Friday 2 March 2018

Dragonfly by Rebecca Yoxall

Liven up your drawings with a splash of Brusho.
I love to draw. I love to draw anything! But I am particularly inspired by nature as you probably know by now if you have followed my posts throughout the year. But it can sometimes be hard to start a drawing, that expanse of white paper just staring at you. A blank piece of paper can be very uninspiring too.
When I draw I like to get elements of fun and quirkiness in there to liven up my paper surface first. This not only provides a bit of inspiration to express my personality BUT also stops that dreaded uninviting white paper syndrome.
A great way of doing this is by adding wacky colours with Brusho!!
Drawing and Brusho can go hand in hand.

I have had great fun creating this dragonfly for the blog today. I hope you like it.

Any good quality drawing paper or smooth (hot pressed) watercolour paper is ideal for me and I usually tape this to a board to stop it moving around. I have sprayed the surface with Brusho shimmer mist spray to get me started.

Then I can start to splodge the Brusho colours. I do this by sprinkling onto dry paper. The image below shows how little Brusho powder you need to achieve lots of colour.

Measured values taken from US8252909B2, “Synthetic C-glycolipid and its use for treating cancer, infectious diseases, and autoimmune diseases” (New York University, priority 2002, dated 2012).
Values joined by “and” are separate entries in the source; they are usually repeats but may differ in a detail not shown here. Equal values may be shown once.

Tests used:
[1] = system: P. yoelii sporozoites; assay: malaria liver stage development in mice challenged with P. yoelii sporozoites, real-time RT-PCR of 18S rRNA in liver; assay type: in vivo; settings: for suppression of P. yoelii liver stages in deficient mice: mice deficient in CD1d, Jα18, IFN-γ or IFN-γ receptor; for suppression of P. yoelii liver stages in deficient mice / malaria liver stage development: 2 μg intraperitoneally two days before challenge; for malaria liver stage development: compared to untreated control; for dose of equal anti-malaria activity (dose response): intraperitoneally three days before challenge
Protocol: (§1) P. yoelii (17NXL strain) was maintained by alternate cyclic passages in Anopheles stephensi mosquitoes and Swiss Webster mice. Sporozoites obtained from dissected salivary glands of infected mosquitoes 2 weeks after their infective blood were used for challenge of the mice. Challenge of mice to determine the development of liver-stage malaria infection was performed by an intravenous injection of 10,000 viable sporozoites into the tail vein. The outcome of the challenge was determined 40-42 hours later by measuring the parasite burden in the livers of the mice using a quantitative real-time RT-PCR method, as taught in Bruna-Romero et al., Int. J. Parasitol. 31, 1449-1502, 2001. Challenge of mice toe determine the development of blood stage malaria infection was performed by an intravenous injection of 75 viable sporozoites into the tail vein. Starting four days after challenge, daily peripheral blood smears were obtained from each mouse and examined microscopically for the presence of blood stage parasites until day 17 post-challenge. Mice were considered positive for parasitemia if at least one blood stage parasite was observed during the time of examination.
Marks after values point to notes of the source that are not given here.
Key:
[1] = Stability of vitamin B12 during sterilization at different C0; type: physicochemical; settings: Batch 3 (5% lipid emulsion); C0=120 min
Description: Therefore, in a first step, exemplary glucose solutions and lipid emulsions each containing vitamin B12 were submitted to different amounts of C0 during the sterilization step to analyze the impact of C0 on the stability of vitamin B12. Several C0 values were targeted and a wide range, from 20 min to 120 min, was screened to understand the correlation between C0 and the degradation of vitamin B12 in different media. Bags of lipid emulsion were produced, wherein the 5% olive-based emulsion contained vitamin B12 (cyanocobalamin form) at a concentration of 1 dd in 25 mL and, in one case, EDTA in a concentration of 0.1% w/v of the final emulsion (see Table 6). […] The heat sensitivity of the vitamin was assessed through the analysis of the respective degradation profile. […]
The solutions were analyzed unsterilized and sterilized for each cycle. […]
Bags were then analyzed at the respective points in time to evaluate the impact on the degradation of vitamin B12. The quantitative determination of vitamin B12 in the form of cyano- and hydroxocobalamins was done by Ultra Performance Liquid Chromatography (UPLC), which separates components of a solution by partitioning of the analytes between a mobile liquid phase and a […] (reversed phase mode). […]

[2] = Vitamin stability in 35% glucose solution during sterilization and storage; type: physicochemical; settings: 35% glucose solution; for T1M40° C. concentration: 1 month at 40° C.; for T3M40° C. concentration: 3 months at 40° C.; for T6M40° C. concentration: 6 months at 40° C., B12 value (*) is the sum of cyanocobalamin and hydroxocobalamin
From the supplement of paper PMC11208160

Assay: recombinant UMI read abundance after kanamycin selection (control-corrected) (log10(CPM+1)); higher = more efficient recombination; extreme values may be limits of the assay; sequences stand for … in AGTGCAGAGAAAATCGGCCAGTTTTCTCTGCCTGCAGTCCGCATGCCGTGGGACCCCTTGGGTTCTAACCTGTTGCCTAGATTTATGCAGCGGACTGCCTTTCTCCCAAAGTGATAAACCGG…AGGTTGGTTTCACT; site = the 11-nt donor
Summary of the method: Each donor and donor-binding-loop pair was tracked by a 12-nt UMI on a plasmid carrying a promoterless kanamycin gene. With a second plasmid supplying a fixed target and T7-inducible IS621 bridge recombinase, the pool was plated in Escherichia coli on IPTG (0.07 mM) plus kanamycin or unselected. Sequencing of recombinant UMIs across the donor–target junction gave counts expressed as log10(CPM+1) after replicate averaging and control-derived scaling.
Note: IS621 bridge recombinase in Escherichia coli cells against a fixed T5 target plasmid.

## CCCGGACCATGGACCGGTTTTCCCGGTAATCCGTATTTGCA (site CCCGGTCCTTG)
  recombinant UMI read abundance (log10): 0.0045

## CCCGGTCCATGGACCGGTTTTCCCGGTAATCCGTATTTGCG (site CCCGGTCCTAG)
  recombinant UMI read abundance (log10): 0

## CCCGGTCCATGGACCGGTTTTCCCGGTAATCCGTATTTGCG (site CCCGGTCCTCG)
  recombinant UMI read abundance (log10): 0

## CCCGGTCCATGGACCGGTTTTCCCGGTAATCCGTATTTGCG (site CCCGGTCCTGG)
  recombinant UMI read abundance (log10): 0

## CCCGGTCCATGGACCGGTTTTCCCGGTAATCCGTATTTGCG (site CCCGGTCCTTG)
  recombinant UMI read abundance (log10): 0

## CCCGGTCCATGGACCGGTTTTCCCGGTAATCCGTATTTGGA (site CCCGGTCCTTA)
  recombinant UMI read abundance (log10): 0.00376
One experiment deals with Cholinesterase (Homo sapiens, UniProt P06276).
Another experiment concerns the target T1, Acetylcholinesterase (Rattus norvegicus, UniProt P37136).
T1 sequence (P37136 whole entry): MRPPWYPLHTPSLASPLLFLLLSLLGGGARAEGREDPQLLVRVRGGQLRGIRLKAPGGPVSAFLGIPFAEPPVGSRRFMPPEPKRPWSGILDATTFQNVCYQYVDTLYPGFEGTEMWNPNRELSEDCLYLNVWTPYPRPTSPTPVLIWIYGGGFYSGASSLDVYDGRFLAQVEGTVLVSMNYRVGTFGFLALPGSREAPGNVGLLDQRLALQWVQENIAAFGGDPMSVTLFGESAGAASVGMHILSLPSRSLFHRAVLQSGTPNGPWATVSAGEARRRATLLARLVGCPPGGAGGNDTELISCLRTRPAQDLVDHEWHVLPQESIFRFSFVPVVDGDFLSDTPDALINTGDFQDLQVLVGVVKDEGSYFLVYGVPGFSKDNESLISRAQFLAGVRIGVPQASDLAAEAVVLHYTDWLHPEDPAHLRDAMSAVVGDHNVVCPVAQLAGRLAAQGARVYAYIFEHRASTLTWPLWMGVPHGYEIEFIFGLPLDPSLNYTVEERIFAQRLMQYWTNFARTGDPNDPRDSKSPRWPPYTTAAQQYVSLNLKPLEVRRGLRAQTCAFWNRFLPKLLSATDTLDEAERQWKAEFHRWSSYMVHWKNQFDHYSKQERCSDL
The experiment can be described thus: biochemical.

Taking a brush with water I swished through the dry Brusho crystals gently moving them around and forming interesting shapes and outlines.
I concentrated on just one side of the paper so as not to over power the space. This makes for a better composition.

I decided whilst it was still wet to use a hairdryer to speed things up and this also has the effect of blowing the Brusho washes around the paper surface capturing even more lively marks and lines.

Once dry I began to plan out my drawing. It is so much easier to dive right in when there are beautiful shapes and colours already on the paper inviting me to look for shapes that I can use. Sometimes a drawing will be inspired by the shapes that are created and other times you may splodge your colour in a more controlled way to fit an idea of what you will draw.

I decided to use a permanent/waterproof fine liner pen for my drawing and began by shaping in the head of the dragonfly.

I kept my initial drawing lines really sketchy and loose to enhance the feeling of movement and life.

The next few drawings show some of the details as I worked through my dragonfly design.

I built up shading on the left side of the dragonfly to add more depth and darker tone to contrast the bright colours. Absolutely any drawing will work in this way. 
I'm off out this weekend to fill a sketchbook with more wacky colour Brusho drawings.

Have fun


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